Today was quite a marathon. We walked for 11 hours, on excellent ice and a weak wind at our backs, so we decided to put in an extra couple of hours. The result was 25 km progress. Mike and I have decided to walk at least 10 hours a day in the weeks to come, and to press on even longer on good days. A simple calculation shows that we have to conquer one degree of latitude every six days, if we’re to reach the North Pole before our food runs out. It’s difficult to stretch our supplies beyond what we’ve already done – the “slimming program” that extended our food to a 70 day total. But we believe we can do it, we’re sticking to our plan and pressing on every day. The margins are not exactly on our side, however, so those plans are very vulnerable to unforeseen developments.
Suddenly we notice how much lighter it is than just a week ago. We haven’t had a chance to appreciate it because of the “white-out” with snow and poor visibility – but today it was perfectly clear in the middle of the day. The growing light showed itself full force and that really felt wonderful!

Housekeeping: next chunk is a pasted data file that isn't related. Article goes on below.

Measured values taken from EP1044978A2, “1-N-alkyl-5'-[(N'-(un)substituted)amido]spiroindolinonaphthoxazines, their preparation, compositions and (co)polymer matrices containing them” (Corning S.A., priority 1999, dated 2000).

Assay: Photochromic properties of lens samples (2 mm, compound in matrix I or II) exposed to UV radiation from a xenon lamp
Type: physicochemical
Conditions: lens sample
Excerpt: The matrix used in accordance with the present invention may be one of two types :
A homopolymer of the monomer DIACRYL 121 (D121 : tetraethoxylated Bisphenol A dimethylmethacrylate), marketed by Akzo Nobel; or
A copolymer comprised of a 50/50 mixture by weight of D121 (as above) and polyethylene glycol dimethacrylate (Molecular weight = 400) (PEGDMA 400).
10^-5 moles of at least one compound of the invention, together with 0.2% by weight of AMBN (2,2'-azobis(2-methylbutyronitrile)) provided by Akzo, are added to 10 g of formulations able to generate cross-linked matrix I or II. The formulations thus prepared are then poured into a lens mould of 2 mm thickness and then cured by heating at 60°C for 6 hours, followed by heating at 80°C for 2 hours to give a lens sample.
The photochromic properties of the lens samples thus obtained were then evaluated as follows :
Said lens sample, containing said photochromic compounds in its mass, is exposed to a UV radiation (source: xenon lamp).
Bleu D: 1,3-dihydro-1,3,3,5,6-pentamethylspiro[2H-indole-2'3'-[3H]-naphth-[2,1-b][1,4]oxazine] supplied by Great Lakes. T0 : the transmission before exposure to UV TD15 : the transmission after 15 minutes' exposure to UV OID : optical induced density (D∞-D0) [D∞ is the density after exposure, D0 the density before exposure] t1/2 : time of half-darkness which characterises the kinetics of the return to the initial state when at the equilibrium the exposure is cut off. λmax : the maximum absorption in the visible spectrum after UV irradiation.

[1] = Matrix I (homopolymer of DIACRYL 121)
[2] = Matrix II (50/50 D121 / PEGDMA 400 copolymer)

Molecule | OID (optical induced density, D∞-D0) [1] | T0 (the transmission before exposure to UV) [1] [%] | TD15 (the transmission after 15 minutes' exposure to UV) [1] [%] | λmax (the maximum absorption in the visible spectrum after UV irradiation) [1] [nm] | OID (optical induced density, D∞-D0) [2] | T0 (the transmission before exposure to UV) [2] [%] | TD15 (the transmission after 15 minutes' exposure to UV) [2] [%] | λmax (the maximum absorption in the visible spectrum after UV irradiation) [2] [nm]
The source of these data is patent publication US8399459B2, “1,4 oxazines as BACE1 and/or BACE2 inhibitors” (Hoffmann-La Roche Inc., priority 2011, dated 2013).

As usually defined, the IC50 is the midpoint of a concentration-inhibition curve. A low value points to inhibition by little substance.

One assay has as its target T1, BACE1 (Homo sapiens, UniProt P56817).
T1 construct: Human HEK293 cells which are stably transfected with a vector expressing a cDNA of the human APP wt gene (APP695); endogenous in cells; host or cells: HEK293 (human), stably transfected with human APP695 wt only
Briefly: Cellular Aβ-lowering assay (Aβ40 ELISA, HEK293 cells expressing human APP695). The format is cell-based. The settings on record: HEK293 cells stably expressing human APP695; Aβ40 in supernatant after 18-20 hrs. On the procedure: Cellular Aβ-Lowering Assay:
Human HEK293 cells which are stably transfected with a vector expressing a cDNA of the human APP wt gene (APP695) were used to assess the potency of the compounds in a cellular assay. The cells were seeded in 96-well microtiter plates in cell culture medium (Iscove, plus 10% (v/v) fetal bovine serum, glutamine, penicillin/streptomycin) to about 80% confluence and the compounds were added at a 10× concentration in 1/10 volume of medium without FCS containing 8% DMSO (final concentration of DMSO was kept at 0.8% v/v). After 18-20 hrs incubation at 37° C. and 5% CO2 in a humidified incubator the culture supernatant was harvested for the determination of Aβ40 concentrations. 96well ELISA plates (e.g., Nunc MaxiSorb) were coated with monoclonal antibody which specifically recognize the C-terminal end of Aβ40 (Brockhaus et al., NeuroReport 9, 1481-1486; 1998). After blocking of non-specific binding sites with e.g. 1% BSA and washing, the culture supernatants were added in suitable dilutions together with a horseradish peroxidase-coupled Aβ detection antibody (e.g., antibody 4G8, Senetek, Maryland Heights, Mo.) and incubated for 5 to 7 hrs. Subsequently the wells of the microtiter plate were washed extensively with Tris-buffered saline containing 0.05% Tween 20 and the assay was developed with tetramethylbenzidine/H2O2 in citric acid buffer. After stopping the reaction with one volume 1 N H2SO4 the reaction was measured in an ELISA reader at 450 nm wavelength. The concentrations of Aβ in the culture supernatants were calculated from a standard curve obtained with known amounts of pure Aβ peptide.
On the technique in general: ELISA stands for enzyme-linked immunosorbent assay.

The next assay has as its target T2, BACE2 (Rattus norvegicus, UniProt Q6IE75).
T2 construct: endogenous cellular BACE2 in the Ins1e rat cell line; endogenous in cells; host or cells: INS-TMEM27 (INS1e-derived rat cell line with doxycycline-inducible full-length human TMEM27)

The terrain has made it easier to progress a good distance. We’re walking on excellent ice, nice and even and flat, with little pack ice to slow us down. On the other hand, we have come to quite a few open leads today. The ice around us has been broken up the last few days’ strong winds, but now they’re once again quickly freezing closed.
This morning we crossed the widest lead of them all – more than half a kilometre wide! We donned our suits as a safety measure, and that was definitely a good idea. The thickness of the ice that had formed on the sea varied greatly, and several times it broke underneath us as we walked and crawled, pulling the pulks behind us with long ropes. It felt good to get that out of the way early in the morning. The rest of the leads presented no problems.
Well, that was today’s report. We are happy to hear that so many people are following our journey – it inspires us to be able to share this great adventure.